As Canadians head to the polls Monday, English-speaking Quebecers are confronted with an unprecedented set of proposed violations of our fundamental rights and freedoms. Unfortunately, few candidates and none of the main political parties have pledged to defend our community from these recent attacks – or to safeguard Canada’s linguistic duality.
“If this bill goes through, he is implicated in the number of deaths that rise, because he is forewarned.”
Christopher Neal and Julie Barlow, a board member and president of the Quebec Writers’ Federation explain that they feel the need to speak out against Bill 96, even as allies of the French language: “While it claims to protect and promote French, [it] would do so at the expense of truth, rigour and respect for democratic values vital to writers of all languages.”
When it adopted the Charter of the French Language more than 40 years ago, the Quebec National Assembly embraced an enduring and essential commitment: to pursue the Charter’s objectives “in a spirit of fairness and open-mindedness, respectful of the institutions of the English-speaking community of Quebec, and respectful of the ethnic minorities, whose valuable contribution to the development of Quebec it readily acknowledges.”
Bill 96 fails to live up to this commitment. This proposed legislation represents a serious danger to the linguistic peace that Quebecers have worked so hard to achieve over the last half-century.
French speakers must stand up against the violation of civil rights that would occur if Bill 96 becomes law, says longtime politician Robert Libman.
Libman, who started the Equality Party in 1989 in response to anger among the English-speaking community to language laws enacted by Robert Bourassa, spoke during hearings being held by the Quebec Community Groups Network. He said he is alarmed that no one in the majority community appears to be speaking out against the proposed law, which does little to improve French and only restricts the rights of English speakers.
QCGN President Marlene Jennings delivers her opening remarks to kick off the first of the QCGN’s four days of Public Hearings on Bill 96, An Act respecting the French language, the official and common language of Quebec.
Start Date: As soon as possible
The QCGN is seeking a bilingual, dynamic, results-oriented individual with proven experience in project management, a background in community development to manage the Community Innovation Fund Project. This is a social financing initiative funded by Economic Social Development Canada (ESDC) that injects up to $1.1 million in leveraged funds on a 2:1 ratio of private-to-government funding over a 4-year period (2019-2023) into the English-speaking Community of Quebec (ESCQ). The QCGN, acting as an intermediary between the ESCQ and the ESDC has overarching responsibility for the stewardship of the Community Innovation Fund (CIF). The Project Coordinator will administer the project. Candidates must develop an understanding of the vision, mission, and mandate of QCGN and the ESDC, as the Project Coordinator’s activities and communications must be aligned with the QCGN’s and ESDC’s position on issues and policies.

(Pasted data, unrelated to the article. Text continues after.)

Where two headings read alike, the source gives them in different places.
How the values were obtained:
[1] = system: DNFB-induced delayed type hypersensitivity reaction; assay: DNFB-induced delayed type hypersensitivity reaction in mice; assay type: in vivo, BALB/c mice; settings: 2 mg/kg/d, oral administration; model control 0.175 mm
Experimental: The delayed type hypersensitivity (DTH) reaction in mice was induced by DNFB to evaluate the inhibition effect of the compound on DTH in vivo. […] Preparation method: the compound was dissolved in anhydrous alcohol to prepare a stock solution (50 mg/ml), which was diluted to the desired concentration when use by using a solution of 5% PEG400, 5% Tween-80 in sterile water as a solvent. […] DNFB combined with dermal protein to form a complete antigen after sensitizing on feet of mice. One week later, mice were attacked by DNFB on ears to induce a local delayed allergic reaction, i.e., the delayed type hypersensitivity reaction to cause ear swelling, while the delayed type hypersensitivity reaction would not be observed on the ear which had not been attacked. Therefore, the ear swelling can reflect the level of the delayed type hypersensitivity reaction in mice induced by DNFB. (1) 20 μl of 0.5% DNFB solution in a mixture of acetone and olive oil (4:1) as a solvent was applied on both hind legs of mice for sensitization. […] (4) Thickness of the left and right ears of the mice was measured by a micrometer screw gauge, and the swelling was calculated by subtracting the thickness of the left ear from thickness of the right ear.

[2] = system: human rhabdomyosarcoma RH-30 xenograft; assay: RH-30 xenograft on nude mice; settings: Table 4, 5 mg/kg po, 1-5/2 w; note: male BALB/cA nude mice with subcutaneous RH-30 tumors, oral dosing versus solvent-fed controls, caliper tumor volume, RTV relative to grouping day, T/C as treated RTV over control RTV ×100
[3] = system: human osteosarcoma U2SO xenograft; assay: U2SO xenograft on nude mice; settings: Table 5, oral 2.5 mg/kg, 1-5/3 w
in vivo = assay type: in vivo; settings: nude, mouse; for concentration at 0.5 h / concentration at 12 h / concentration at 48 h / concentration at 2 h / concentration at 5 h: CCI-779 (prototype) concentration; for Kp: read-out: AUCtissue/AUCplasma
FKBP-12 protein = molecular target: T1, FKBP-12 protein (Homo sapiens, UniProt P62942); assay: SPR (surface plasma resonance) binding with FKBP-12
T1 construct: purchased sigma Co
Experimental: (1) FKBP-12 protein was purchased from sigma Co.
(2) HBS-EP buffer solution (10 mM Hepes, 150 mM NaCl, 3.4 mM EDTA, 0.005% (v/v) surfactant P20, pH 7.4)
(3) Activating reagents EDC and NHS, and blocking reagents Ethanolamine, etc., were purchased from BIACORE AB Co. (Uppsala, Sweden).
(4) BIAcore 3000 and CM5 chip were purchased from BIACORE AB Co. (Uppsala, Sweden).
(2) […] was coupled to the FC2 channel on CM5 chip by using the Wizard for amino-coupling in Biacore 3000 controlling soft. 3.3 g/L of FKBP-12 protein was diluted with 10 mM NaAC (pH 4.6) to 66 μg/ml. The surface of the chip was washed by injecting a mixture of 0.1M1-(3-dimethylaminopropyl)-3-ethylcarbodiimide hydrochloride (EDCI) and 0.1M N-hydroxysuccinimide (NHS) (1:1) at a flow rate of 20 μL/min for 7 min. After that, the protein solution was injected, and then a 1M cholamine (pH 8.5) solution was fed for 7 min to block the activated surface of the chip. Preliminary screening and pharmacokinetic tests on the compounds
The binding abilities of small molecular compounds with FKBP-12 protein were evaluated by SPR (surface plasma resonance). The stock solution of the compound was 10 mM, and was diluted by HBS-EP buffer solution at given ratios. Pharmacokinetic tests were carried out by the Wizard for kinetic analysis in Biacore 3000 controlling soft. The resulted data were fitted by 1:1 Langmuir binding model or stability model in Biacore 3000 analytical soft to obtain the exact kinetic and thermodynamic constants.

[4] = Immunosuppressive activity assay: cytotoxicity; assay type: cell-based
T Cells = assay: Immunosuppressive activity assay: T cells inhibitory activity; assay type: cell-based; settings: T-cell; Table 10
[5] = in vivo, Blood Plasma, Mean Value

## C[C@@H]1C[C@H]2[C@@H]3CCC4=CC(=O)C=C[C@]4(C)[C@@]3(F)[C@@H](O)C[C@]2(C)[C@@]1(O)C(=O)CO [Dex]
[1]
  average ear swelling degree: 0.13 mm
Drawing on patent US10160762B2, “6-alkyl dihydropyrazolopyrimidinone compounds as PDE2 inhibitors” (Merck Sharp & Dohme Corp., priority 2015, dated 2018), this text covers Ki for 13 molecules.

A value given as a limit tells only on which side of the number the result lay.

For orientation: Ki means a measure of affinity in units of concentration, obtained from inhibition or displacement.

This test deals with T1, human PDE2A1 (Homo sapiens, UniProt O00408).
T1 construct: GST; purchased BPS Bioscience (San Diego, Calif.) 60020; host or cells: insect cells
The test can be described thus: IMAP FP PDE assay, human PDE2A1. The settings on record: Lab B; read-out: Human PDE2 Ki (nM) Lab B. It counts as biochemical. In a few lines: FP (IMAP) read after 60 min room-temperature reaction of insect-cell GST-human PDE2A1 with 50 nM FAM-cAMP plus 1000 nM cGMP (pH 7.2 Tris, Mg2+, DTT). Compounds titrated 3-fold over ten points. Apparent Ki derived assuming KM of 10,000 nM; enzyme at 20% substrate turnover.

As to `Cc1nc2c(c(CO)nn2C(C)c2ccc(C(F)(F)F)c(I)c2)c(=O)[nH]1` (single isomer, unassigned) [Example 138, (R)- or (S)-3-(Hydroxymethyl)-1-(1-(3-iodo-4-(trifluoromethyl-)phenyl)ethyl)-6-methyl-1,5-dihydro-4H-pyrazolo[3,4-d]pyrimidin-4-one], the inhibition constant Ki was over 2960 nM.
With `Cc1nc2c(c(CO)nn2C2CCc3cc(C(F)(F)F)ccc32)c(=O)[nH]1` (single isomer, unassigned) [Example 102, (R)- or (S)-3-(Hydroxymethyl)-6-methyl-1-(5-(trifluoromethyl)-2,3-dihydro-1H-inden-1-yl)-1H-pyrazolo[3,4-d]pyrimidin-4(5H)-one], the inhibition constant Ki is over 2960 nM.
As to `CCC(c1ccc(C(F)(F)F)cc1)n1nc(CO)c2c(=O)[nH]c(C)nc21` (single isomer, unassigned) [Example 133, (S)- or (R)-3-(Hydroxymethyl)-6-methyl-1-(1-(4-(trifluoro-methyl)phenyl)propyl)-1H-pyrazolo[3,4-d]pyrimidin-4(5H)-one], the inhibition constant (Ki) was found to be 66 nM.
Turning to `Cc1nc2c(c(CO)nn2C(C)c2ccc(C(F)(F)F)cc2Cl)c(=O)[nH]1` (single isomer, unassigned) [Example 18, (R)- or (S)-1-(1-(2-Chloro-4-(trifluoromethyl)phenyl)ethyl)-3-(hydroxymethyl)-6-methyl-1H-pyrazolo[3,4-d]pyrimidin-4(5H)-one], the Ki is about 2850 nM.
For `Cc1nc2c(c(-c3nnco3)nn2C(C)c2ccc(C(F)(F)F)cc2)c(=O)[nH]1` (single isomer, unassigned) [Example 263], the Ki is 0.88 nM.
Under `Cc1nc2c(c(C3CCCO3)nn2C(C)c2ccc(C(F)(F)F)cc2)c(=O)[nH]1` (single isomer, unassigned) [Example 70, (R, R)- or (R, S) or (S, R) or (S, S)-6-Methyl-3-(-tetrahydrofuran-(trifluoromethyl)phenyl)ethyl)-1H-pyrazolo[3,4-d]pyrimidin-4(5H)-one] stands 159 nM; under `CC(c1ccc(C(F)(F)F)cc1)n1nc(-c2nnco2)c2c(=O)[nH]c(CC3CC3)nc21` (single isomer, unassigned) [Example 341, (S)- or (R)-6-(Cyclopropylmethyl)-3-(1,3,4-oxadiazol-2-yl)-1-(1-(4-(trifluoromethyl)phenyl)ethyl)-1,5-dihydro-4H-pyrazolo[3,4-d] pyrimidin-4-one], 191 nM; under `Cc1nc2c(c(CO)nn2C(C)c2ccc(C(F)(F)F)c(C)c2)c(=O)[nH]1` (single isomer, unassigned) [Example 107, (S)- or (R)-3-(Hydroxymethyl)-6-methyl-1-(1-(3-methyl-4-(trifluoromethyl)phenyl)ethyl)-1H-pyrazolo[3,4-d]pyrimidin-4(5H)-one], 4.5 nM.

The QCGN is set to host its own public hearings on the Legault government’s controversial Bill 96 this week, with testimony from lawyers, academics, former legislators and members of the Indigenous community.
The opening day on Thursday, from 10 a.m to 1 p.m., will hear from QCGN President Marlene Jennings, as well as former MNA and former MP Clifford Lincoln, and Anna Farrow of the English Speaking Catholic Council.
Virtual hearings will continue from Sept. 13-15 and will include other presenters, including human rights lawyer Julius Grey, family lawyer Anne-France Goldwater, the Dean of the McGill University Faculty of Law Robert Leckey, the Native Women’s Shelter of Montreal and the Canadian Council of Muslim Women.
The QCGN has been vehemently opposed to the new bill and said its hearings are being held “to send a clear message to the government that Bill 96 requires considerable revisions, and more thought needs to be given to safeguarding the fundamental rights of all Quebecers.”
The Quebec Community Groups Network is warning of a new threat to health and social services in English in the province.
Over the summer, the government quietly announced its intent to restructure the provincial access committee that for decades has been instrumental in monitoring where, when and how services are delivered to English-speakers across the province.
QCGN President Marlene Jennings talks about the QCGN’s plans to is hold its own hearings on Quebec’s Bill 96 in order to gather the opinions of English-speaking Quebecers and organizations who were unable to get an invitation by the parliamentary commission to the hearings at the National Assembly.
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